Tuesday, October 8, 2013


For F*** Magazine


Director: Alfonso Cuarón
Cast: Sandra Bullock, George Clooney
Genre: Drama, Thriller, Space,
Run Time: 91 mins
Opens: 10 October 2013
Rating: PG13 (Brief Coarse Language And Some Disturbing Images)

Have you ever been to a museum and watched an IMAX 3D documentary such as Space Station 3D or Hubble 3D and wondered “gee, what would happen if something went horribly wrong on one of these missions?” There’s no reason to feel guilty, since an environment as treacherous and as unfamiliar as outer space does lend itself to some rather macabre fascinations. This film is, very thankfully, probably the closest most of us will get to being first-hand witnesses to a catastrophe in orbit.

Medical engineer Dr. Ryan Stone (Bullock) is on her first space shuttle mission, STS-157, supervising the installation of technology that she has developed into the Hubble Space Telescope. The mission is commanded by seasoned astronaut Matt Kowalski (Clooney), who is on his last shuttle expedition. While on a spacewalk and working on the telescope, a wave of debris from a destroyed satellite hits the shuttle, leaving Stone and Kowalski stranded. With no way to contact mission control and with oxygen quickly running out of their spacesuits, the scientist and the astronaut must figure out a method of survival, floating in the vast, silent vacuum of space.

Gravity is very much a technical marvel. The film was four years in the making and is Alfonso Cuarón’s first directorial credit since 2006’s Children of Men. The film opens with a dazzling, 17 minute-long unbroken shot, cementing its place as a Best Visual Effects Oscar frontrunner within those few beginning minutes. Gravity seduces the audience with gorgeous, jaw-dropping vistas, before setting them on a thrill ride; this method making it comparable to Jurassic Park. It plays on simultaneous feelings of claustrophobia and agoraphobia; the characters almost trapped within their spacesuits while drifting through the expanse of outer space. We’ve often pointed out certain films that aren’t worth seeing in 3D; this definitely isn’t one of them. The stereoscopy contributes tremendously to that feeling of all-encompassing immersion. We’d also recommend seeing this on as big a screen as possible.

The term “visionary” is used a lot in movie marketing to describe directors – Cuarón once again proves that he is wholly worthy of the adjective. This was a labour of love for the Mexican helmer and the grandiloquent technical aptitude put on display is staggering. Credit must also go to multiple Oscar-nominated cinematographer and Cuarón’s oft-collaborator Emmanuel Lubezki, who makes use of the revolutionary Bot & Dolly IRIS motion-control camera rig to accomplish some breathtaking shots. Cuarón, who co-edited the film with Mark Sanger, has crafted a motion picture packed with suspense and peril without relying on frenetic hyper-editing or shaky cam.

While Gravity may be considered a film that “stars visual effects”, we do need to care for the human beings caught in the predicament, and that’s where Sandra Bullock and George Clooney come in. He’s the veteran and she’s the rookie; Clooney playing Kowalski as a charming, cool-headed consummate professional. He coaches and coaxes Stone along, gently guiding her through a very alarming, sudden situation. He regales mission control with funny stories and describes himself as just “the bus driver”. He has to put Stone at ease and, by extension, the audience too.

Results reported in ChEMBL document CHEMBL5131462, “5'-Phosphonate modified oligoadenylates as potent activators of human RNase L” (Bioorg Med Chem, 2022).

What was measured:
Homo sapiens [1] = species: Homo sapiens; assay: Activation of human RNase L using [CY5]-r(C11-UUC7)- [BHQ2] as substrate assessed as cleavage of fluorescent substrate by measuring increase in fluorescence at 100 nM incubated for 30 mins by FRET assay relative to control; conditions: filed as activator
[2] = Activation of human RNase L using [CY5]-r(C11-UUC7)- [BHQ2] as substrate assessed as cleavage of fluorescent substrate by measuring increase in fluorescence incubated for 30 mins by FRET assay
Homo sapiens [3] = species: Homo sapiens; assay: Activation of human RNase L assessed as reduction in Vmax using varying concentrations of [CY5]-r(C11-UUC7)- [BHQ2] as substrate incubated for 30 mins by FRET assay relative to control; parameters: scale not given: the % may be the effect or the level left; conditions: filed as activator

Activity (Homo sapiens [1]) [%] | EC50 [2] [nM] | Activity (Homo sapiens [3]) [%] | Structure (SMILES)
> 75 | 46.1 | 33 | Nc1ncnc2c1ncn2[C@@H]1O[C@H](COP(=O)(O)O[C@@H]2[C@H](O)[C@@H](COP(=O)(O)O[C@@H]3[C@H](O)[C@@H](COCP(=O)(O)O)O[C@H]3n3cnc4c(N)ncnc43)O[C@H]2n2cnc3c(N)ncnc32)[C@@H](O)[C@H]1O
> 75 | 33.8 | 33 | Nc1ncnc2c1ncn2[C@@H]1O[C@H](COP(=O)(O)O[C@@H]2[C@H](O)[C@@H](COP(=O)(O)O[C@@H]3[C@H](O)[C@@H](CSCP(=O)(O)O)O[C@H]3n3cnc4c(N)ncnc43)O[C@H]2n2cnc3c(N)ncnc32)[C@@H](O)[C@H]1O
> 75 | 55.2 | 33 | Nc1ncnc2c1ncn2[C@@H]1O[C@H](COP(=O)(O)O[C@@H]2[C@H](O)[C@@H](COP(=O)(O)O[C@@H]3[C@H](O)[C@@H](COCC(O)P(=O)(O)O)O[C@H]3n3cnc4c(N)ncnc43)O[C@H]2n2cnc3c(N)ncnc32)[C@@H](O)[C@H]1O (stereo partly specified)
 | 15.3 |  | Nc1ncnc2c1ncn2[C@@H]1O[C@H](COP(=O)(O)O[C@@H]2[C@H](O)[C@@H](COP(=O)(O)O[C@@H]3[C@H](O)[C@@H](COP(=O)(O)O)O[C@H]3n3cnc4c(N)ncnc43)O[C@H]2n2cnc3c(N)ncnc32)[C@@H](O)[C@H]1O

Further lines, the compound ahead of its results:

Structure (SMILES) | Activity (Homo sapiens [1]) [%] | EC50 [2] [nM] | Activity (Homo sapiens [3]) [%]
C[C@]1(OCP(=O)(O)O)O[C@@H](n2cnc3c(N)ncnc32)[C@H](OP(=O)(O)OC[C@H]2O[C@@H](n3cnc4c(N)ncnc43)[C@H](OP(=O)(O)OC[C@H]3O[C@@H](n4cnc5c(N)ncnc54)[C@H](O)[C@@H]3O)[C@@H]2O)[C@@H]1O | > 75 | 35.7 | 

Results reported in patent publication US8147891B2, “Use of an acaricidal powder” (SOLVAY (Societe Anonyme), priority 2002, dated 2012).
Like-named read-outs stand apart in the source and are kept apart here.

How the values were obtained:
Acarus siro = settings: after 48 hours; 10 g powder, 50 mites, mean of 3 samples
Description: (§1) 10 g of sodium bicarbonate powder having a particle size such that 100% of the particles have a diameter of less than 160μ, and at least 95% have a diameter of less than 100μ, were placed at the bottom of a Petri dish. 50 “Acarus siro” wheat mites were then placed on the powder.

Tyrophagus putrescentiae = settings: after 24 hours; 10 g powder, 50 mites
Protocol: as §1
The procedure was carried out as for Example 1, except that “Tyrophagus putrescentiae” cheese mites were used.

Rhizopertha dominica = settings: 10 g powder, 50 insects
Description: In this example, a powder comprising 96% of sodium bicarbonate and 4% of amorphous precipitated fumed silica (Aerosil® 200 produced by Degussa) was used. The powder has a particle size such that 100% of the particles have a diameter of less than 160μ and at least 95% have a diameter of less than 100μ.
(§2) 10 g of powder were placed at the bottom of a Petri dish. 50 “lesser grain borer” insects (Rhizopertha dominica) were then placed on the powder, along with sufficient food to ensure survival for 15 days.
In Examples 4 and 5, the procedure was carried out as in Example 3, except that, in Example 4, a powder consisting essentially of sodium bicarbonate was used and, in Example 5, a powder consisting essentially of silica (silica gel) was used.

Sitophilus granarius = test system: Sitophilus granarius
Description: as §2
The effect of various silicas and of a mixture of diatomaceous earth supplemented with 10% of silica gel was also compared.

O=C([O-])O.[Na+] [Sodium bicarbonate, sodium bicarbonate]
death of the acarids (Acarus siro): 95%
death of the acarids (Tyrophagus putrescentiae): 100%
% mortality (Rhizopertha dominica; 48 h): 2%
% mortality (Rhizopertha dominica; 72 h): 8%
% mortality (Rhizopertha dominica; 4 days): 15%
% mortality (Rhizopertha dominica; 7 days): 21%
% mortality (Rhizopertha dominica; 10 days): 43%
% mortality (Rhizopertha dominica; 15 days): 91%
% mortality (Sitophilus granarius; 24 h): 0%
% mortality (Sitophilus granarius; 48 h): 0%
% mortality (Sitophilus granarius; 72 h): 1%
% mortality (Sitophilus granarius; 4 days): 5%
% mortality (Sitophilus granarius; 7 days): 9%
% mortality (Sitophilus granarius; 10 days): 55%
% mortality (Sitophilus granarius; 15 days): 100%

This is very much Sandra Bullock’s movie to carry though, and talk is already swirling of a Best Actress Oscar nomination for her turn as the mission specialist. The character is a fantastic female protagonist; we don’t get a whole lot of those in science fiction and shades of the Alien franchise’s Ellen Ripley are indeed evident. Bullock gives the part her all, though this reviewer couldn’t help but wonder if any of the actresses considered before she got the part (Angelina Jolie, Natalie Portman, Scarlett Johansson and Marion Cotillard among them) might have been a better fit. In addition to traipsing across space station exteriors, Dr. Ryan Stone has vulnerable moments where it seems she’s given up all hope, and while Bullock appears to struggle with portraying that raw, desperate emotion, her performance is still very commendable. Sci-fi is often seen as clinical, but Dr. Ryan Stone’s quest to simply find her way home is told with a deft, personal touch, even as it unfolds against the majestic, high production value backdrop.

“Atmospheric” is a pretty apt way to describe Gravity, even though it takes place outside of our atmosphere. The film is a masterful exercise in contrasts, with calm, peaceful moments juxtaposed against white-knuckle ones and silence immediately following frantic sections of Steven Price’s score. Even though it’s high-gloss, the film doesn’t feel artificial or inauthentic and is without that pesky “phony green screen” feel these pictures sometimes have. There aren’t any mind-bending plot complexities, but Alfonso Cuarón and his son Jonás’ screenplay forms the ideal blueprint for a lean (at just 90 minutes), well-paced and visually sumptuous journey.

SUMMARY: Alfonso Cuarón delivers a science fiction thriller that is at once sweeping and intimate and showcases the catalogue of filmmaking skills the director possesses, in addition to good performances from its cast of two.

RATING: 4.5 out of 5 Stars

Jedd Jong


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